Localised vs. Regional Adaptation in Limpet Shell Morphology across the Iberian Peninsula
This source preferred by Rick Stafford
Authors: Hines, H.N., Morriss, H., Saunders, K., Williams, R.L., Young, S.L. and Stafford, R.
Journal: Marine ecology
Publisher: Blackwell Publishing Inc.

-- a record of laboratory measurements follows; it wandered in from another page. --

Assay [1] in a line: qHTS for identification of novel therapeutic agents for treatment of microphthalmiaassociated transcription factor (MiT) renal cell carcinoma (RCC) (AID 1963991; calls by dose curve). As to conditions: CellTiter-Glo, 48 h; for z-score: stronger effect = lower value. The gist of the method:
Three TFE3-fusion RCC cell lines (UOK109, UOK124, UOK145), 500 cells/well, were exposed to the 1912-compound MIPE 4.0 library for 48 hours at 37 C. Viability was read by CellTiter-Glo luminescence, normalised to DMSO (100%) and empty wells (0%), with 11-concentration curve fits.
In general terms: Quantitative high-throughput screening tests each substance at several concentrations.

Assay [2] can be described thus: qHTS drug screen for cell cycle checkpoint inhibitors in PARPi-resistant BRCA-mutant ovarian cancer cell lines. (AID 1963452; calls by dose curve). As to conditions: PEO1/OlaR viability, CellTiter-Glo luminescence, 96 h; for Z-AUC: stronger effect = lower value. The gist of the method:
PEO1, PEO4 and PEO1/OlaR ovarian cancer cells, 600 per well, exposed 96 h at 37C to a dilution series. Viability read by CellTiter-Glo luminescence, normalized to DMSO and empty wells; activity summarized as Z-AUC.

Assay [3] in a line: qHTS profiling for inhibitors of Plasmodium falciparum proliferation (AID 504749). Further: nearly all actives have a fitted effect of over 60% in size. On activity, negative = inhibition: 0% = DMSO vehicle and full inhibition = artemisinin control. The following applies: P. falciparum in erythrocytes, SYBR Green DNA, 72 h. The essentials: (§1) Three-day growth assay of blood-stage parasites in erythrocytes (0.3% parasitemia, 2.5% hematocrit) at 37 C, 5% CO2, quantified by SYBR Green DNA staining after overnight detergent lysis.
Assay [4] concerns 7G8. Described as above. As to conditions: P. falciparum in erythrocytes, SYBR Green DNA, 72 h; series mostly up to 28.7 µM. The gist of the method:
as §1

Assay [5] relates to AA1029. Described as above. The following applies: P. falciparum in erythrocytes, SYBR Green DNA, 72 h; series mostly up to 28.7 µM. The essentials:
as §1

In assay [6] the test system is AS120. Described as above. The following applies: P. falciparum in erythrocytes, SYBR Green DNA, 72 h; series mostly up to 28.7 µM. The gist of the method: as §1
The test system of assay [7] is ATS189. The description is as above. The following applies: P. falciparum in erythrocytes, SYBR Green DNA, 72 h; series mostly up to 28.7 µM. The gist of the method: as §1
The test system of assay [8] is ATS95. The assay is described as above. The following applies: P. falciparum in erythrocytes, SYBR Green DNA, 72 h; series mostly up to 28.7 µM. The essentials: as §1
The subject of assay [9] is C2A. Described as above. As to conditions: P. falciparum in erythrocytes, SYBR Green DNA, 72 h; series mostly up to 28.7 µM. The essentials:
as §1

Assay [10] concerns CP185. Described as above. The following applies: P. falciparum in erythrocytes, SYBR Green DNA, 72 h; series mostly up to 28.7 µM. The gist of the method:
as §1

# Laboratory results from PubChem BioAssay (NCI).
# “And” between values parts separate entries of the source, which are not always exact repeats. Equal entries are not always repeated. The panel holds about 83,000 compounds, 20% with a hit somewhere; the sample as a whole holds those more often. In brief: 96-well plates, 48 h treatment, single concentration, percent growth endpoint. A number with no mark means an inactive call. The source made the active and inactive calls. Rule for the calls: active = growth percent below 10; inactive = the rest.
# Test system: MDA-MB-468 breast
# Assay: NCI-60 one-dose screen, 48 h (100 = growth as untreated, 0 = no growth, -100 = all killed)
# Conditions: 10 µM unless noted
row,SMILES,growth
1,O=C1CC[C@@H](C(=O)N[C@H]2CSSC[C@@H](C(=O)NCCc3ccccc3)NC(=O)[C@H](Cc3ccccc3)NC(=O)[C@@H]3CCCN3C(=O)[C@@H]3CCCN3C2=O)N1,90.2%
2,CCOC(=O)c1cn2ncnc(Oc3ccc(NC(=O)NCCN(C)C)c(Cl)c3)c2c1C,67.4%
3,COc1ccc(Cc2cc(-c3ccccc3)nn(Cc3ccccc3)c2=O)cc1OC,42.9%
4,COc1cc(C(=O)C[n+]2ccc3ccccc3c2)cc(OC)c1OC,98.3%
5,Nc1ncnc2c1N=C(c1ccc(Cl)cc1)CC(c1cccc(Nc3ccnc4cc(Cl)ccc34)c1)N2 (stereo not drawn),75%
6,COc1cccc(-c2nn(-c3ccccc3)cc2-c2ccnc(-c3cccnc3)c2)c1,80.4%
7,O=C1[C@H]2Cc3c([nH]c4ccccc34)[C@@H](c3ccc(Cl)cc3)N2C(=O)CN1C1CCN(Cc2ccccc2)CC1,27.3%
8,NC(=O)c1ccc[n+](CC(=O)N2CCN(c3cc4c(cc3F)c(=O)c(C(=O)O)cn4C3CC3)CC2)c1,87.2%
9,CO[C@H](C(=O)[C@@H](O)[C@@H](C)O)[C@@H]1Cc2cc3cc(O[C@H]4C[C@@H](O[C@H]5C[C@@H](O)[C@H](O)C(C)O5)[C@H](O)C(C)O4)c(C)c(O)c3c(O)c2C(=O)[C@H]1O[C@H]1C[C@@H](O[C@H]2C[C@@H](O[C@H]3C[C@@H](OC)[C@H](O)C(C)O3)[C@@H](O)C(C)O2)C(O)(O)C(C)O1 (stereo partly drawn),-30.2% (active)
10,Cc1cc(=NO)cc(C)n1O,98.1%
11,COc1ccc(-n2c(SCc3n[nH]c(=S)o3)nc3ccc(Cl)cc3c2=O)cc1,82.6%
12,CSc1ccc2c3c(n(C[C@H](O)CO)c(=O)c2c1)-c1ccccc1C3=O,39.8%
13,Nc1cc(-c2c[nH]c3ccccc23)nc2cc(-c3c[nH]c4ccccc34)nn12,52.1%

The climate envelope approach to predicting climate-induced species range shift is limited. There are many possible reasons for this, but one novel explanation is that species adapt to changes in temperature at the expense of adaptation to other stressors. Here we test this hypothesis using the limpet, Patella depressa (Mollusca, Patellidae), over a large geographical area covering most of the Atlantic coast of Iberian Peninsula, known to consist of a genetically inter-connected population. We examine limpet shell morphology on four shores in each of three regions, from northern Spain to southern Portugal. Within each region, shell morphology (measured as maximum shell profile to length ratio) varied between shore types differing in their insolation, wave action, microhabitat availability and biological factors. However, this ratio, which is known to be an adaptive response to heat stress, was found to be consistently higher in more southern latitudes, despite differences between shore types being found in all regions. This implies that localised adaptation to shore type (most likely through phenotypic plasticity) is compromised by factors which change over latitudinal or regional scales, or which could occur in response to climate change. Even though such climate-induced changes may initially be localized, compromised adaptation (through plasticity or genetic) may result in altered community interactions and potentially large shifts in community structure.